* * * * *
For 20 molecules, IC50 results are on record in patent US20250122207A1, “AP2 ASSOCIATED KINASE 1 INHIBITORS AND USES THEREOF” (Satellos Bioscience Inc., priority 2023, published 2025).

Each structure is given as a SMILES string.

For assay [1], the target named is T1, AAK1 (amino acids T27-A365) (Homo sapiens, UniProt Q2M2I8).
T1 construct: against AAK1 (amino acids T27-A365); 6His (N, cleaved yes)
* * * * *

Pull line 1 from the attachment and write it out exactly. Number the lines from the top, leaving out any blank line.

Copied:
For 20 molecules, IC50 results are on record in patent US20250122207A1, “AP2 ASSOCIATED KINASE 1 INHIBITORS AND USES THEREOF” (Satellos Bioscience Inc., priority 2023, published 2025).